Internet companies and privacy advocates appear headed for a fight over a proposal to broaden California's so-called Shine the Light Law, which requires online companies to disclose to consumers how their personal information is used.
The so-called "Right to Know Act" (AB 1291) would also require online companies to give users access to any data compiled on them.
Privacy groups say the new bill would give consumers more visibility into the data collection and sharing habits of online companies they interact with. Some industry groups, however, contend that the proposal is too broad -- and is unworkable.
The new bill, sponsored by Assemblywoman Bonnie Lowenthal (D-Long Beach), would broaden the provisions of the 10-year-old Shine the Light Law, which requires disclosure of how personal consumer information is used and how it is shared for direct marketing purposes. Lowenthal's bill also requires that online companies provide consumers who ask with specific details on how their personal information is shared with data brokers, online advertisers and application vendors.
Under the proposed law, individual consumers could ask Internet companies like Google and Facebook once a year for a complete accounting of how their data is being collected and used.
The bill gives companies a safe harbor if they take adequate measures to anonymize consumer data before storing or sharing it. In addition, if an online company cannot reasonably link a data profile to a specific person, it would not be obligated to respond to a data disclosure request.
The Right to Know Act helps bring some transparency to how online companies collect and use consumer information, said Rainey Reitman, activism director at the Electronic Frontier Foundation.
The EFF supports the proposed bill.
Most Internet users today are unaware of how much of their personal information is routinely gathered and shared by Internet companies, Reitman said. The proposed legislation would give consumers a view of that, she said.
The law imposes no restrictions on information collection, sharing or selling.
It would not require Internet companies to change current data collection, sharing, storage or security processes, Reitman said. In fact, the provisions contained in the bill are similar to data disclosure laws in Europe, laws that many American online firms must already comply with, she noted.
The bill also provides much flexibility to online firms, said Chris Conley, technology and civil liberties fellow at the American Civil Liberties Union (ACLU) of Northern California.
For instance, instead of having to respond to individual data disclosure queries, an online firm could simply provide just-in-time notices to consumers. The notices could inform consumers of what data of theirs is being collected at a specific moment, and with whom it is being shared, he said.
The bill also lets online companies provide information on consumer profiles that are "reasonably available" to them. They will not have to search for, or provide access to profiles buried deep in a faraway database, he said.
The response from industry to the proposed bill -- the first of its kind in the country -- has been decidedly mixed, Conley said. While some Internet companies view it as an opportunity to pitch privacy-friendly practices, others view it as onerous and impractical, he said.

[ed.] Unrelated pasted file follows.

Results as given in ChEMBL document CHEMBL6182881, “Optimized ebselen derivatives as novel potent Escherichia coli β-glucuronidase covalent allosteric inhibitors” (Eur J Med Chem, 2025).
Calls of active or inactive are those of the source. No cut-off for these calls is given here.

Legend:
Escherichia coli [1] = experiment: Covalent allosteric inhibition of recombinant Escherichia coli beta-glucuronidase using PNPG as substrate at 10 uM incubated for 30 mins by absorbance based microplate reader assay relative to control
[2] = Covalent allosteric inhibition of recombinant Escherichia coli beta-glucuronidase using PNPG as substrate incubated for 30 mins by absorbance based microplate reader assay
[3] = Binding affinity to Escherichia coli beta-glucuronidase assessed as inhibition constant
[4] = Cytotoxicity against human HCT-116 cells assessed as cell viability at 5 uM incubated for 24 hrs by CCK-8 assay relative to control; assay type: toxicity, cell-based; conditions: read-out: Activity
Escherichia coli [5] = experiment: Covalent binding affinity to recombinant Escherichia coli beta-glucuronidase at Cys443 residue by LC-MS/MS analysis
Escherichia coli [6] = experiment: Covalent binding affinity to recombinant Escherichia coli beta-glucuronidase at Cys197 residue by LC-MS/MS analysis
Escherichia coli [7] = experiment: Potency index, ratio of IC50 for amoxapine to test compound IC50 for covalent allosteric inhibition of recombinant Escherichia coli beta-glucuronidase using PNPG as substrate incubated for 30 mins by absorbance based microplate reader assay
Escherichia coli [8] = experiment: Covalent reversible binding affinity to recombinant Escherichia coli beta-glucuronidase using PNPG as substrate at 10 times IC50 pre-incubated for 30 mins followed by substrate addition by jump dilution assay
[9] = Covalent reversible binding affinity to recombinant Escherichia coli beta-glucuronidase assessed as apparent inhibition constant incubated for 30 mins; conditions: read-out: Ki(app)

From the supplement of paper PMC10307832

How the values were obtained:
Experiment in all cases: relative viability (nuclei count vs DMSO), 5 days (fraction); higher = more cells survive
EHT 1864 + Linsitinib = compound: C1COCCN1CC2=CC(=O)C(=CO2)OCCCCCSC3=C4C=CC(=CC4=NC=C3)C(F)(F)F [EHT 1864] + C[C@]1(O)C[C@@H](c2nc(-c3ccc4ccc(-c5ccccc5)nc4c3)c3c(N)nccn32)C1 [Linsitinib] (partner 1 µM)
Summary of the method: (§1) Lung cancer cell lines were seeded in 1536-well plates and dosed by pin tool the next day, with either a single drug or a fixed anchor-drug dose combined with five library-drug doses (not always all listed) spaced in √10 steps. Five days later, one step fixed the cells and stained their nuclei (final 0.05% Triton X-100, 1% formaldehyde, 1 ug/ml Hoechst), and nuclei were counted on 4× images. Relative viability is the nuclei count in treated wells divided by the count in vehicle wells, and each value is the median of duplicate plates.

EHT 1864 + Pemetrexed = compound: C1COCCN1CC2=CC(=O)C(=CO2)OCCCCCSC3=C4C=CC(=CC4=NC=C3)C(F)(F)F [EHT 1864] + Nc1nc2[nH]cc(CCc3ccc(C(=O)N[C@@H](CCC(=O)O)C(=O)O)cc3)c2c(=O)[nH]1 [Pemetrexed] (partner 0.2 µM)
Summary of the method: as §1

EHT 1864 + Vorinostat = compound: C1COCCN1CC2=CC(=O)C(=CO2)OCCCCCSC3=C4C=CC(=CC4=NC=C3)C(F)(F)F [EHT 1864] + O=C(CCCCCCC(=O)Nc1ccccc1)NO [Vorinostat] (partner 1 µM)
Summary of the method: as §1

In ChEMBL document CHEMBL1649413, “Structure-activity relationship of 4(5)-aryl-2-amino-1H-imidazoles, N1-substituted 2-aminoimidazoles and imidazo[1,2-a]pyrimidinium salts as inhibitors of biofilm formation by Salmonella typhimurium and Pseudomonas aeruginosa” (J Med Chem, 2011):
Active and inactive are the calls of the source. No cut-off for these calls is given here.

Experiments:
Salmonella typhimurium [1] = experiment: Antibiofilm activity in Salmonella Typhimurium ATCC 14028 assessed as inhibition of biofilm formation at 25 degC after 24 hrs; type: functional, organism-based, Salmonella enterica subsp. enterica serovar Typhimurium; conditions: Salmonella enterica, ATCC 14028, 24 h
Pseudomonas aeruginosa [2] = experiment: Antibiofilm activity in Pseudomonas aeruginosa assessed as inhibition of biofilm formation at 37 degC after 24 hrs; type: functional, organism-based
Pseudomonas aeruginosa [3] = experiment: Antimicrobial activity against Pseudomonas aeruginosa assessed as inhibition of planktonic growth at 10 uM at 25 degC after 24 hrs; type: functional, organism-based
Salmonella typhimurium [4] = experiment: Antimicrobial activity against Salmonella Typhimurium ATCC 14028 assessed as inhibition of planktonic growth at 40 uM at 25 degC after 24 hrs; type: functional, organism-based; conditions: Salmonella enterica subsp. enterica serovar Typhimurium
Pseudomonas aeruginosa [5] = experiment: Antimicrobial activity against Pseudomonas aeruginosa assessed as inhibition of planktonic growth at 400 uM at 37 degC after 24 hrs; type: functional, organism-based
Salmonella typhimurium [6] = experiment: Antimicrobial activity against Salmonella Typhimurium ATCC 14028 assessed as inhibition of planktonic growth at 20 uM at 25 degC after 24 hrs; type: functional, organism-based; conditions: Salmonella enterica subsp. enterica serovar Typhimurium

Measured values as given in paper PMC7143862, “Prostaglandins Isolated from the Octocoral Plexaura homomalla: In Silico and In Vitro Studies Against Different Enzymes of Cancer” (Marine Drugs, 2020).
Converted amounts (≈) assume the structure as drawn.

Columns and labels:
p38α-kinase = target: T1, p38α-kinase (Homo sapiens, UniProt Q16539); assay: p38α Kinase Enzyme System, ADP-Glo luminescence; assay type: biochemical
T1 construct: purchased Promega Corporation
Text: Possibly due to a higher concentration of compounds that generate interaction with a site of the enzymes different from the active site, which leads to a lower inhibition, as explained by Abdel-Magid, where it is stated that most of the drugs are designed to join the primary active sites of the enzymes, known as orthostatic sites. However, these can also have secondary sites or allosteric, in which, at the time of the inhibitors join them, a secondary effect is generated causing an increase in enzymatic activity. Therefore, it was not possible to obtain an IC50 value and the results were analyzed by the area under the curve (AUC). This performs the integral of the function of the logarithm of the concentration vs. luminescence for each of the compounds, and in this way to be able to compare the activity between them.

In a letter to Lowenthal last week, the California Chamber of Commerce and several other organizations called the bill "unworkable" and based on "mistaken assumptions of how the Internet works."
The Chamber contends that the law expands the definition of "personal information" to include not just individuals but also any attributes that might be used to identify a specific device, the letter noted. "It would specifically reach IP addresses and device identifiers, as well as information that could be associated with that information," the Chamber said.
The bill would also require that businesses provide consumers with free access to, or copies of an "amorphous" range of information on them in a personalized or standardized format, the letter said. Users could not be identified or authenticated based solely on an IP address or device identifier, the Chamber added.
Requiring that Internet companies provide the names and addresses of each entity with whom consumer information -- as described under the act -- is shared is also impractical, because of the manner in which IP address and device identifier information is sometimes automatically forwarded on the Internet, the Chamber said.
"Californians would be deluged with disclosures each time an IP address, device identifier, or other information on the bill's very long list of personal information was disclosed automatically or through a conscious decision by the business," it said.
In an email, Robert Callahan, director of state government affairs at TechAmerica, expressed "high-level concerns" about the bill.
"In addition to several of its provisions being unworkable from a compliance standpoint for tech companies, the new language specifically states that any violation of the law will constitute injury to consumer, opening the door wide open for abusive lawsuits," he said.
The bill is scheduled for a hearing in the state legislature sometime later this month, he added.
Jaikumar Vijayan covers data security and privacy issues, financial services security and e-voting for Computerworld. Follow Jaikumar on Twitter at @jaivijayan, or subscribe to Jaikumar's RSS feed . His e-mail address is firstname.lastname@example.org.